Home > My Oxford Year(12)

My Oxford Year(12)
Author: Julia Whelan

Why is he telling me this? Why can’t I stop looking at his pants?

He sits down in the chair opposite me, runs a hand through his hair. Then he gestures behind him at one of the closed doors. “There’s a bed in the back.”

Why is he telling me this? Why am I still looking at his pants?

He looks down at his knees. “Good for those all-nighters, I suppose,” he mutters, making it even more awkward. “So. Of writing. ‘A Man’s Requirements.’ What do you think of your paper, then?”

This catches me off guard. He’s supposed to tell me what he thinks of my paper. “Um,” I begin, and then clear my throat. “Well, since you’ve asked . . . I think I made some significant insights, observations, and analyses.” He just looks at me. He has this ability to go still, as if he’s stopped breathing. Like a vampire. Which makes me realize I’m not breathing. I look away and force myself to take a breath. “But enough about me, what did you think of my work,” I joke.

“‘Work’ is a most appropriate word,” he answers smoothly.

I stiffen. He’s thrown my word back at me. I recognize the rhetorical technique and hold my ground. “That doesn’t sound like a compliment,” I reply, in what I hope is an equally smooth manner. “Did you find something wrong with it?”

“Wrong with it? No,” he answers, shrugging, his casualness somehow stinging more than his criticism. I notice that he doesn’t even have my essay in front of him. As if, after reading it through once, quickly, he’s committed its mediocrity to memory. “In roughly twenty-five hundred words,” he goes on, “you managed to explore the birth of feminism, the breakdown of arranged marriages, the celebration of the Peter Pan syndrome from an historical perspective, and the persecution of women’s sexuality reaching its apex in the Salem witch trials.” He pauses, but his eyes stay with me. Maybe he did commit it to memory. Maybe he wants to use it as an example for the class. Then he continues, “Extraordinary.” I beam. “You managed to do everything other than the assignment.”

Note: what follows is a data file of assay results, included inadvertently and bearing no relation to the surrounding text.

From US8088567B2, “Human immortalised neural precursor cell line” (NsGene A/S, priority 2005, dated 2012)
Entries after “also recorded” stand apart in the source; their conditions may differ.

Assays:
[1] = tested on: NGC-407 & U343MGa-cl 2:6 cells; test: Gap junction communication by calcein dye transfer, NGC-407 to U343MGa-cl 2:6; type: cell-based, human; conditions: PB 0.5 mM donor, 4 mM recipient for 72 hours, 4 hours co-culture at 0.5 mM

I stare at him. The wrong kind of example for the class, then. He leans in. “Describe the poem as you would a friend. How does it make you feel?”

I blink at him, realizing the gravity of my error. “Oh,” I say lamely. “I guess I . . . digressed.”

“Digressed? Ella,” he says, leaning fully forward, “you failed to do what was asked. You went wildly, tangentially astray. Impressively astray, but astray nonetheless.”

I blink at him. This was my Hail Mary attempt to prove myself here, and I failed. His word. Failed. I’ve never failed. At anything.

I think Davenport must see the embarrassment on my face, because he shrugs and changes his approach, sitting back again. “Look, Ella. I wanted to chat with you about this before the full term gets under way.” Horribly, I know what he’s going to say. “You have the opportunity to—”

“Get out now and run back to the States?” My voice is as controlled as I can manage.

He quirks his head at me. “Why on earth would you suggest such a thing as that?”

“Well, clearly my work isn’t up to par. The American is obviously out of her league.” I can feel the defensiveness spewing out of my mouth. I mean, who does he think he is? I’m working for the presumptive nominee for the presidency of the—